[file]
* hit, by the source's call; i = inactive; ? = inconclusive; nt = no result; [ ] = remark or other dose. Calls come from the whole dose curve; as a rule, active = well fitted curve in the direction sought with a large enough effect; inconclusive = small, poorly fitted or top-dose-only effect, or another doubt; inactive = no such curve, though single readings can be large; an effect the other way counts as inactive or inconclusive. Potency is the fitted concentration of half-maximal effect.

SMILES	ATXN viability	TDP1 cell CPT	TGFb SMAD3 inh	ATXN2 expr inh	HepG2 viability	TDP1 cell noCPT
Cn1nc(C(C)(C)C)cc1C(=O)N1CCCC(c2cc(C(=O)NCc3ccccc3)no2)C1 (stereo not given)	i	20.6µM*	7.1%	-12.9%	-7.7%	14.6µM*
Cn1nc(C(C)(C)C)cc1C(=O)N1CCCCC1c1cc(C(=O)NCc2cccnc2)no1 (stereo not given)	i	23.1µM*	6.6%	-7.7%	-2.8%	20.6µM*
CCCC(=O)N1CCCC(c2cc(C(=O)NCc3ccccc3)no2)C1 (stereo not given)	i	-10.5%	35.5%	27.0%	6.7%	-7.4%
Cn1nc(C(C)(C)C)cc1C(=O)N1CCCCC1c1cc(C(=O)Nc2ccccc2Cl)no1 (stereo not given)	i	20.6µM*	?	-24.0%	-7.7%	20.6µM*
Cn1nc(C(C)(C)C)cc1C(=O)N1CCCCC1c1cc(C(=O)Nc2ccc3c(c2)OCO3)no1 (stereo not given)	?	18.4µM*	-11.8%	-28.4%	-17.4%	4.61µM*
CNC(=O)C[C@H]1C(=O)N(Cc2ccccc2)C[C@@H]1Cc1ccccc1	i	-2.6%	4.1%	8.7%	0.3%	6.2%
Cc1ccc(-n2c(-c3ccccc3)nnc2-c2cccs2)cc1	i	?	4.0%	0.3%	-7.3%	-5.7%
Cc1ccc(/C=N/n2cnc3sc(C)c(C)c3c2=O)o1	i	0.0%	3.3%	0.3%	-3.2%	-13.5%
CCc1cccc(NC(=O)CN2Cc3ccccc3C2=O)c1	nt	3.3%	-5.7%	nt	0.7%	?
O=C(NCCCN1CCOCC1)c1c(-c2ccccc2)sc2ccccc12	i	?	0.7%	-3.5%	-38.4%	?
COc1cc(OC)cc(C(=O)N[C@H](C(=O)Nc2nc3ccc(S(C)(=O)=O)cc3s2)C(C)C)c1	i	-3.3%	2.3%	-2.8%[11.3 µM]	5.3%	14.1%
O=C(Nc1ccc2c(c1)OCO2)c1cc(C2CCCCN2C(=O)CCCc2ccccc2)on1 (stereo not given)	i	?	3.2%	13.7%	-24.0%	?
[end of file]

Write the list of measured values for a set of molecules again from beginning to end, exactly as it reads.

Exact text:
* hit, by the source's call; i = inactive; ? = inconclusive; nt = no result; [ ] = remark or other dose. Calls come from the whole dose curve; as a rule, active = well fitted curve in the direction sought with a large enough effect; inconclusive = small, poorly fitted or top-dose-only effect, or another doubt; inactive = no such curve, though single readings can be large; an effect the other way counts as inactive or inconclusive. Potency is the fitted concentration of half-maximal effect.

SMILES	ATXN viability	TDP1 cell CPT	TGFb SMAD3 inh	ATXN2 expr inh	HepG2 viability	TDP1 cell noCPT
Cn1nc(C(C)(C)C)cc1C(=O)N1CCCC(c2cc(C(=O)NCc3ccccc3)no2)C1 (stereo not given)	i	20.6µM*	7.1%	-12.9%	-7.7%	14.6µM*
Cn1nc(C(C)(C)C)cc1C(=O)N1CCCCC1c1cc(C(=O)NCc2cccnc2)no1 (stereo not given)	i	23.1µM*	6.6%	-7.7%	-2.8%	20.6µM*
CCCC(=O)N1CCCC(c2cc(C(=O)NCc3ccccc3)no2)C1 (stereo not given)	i	-10.5%	35.5%	27.0%	6.7%	-7.4%
Cn1nc(C(C)(C)C)cc1C(=O)N1CCCCC1c1cc(C(=O)Nc2ccccc2Cl)no1 (stereo not given)	i	20.6µM*	?	-24.0%	-7.7%	20.6µM*
Cn1nc(C(C)(C)C)cc1C(=O)N1CCCCC1c1cc(C(=O)Nc2ccc3c(c2)OCO3)no1 (stereo not given)	?	18.4µM*	-11.8%	-28.4%	-17.4%	4.61µM*
CNC(=O)C[C@H]1C(=O)N(Cc2ccccc2)C[C@@H]1Cc1ccccc1	i	-2.6%	4.1%	8.7%	0.3%	6.2%
Cc1ccc(-n2c(-c3ccccc3)nnc2-c2cccs2)cc1	i	?	4.0%	0.3%	-7.3%	-5.7%
Cc1ccc(/C=N/n2cnc3sc(C)c(C)c3c2=O)o1	i	0.0%	3.3%	0.3%	-3.2%	-13.5%
CCc1cccc(NC(=O)CN2Cc3ccccc3C2=O)c1	nt	3.3%	-5.7%	nt	0.7%	?
O=C(NCCCN1CCOCC1)c1c(-c2ccccc2)sc2ccccc12	i	?	0.7%	-3.5%	-38.4%	?
COc1cc(OC)cc(C(=O)N[C@H](C(=O)Nc2nc3ccc(S(C)(=O)=O)cc3s2)C(C)C)c1	i	-3.3%	2.3%	-2.8%[11.3 µM]	5.3%	14.1%
O=C(Nc1ccc2c(c1)OCO2)c1cc(C2CCCCN2C(=O)CCCc2ccccc2)on1 (stereo not given)	i	?	3.2%	13.7%	-24.0%	?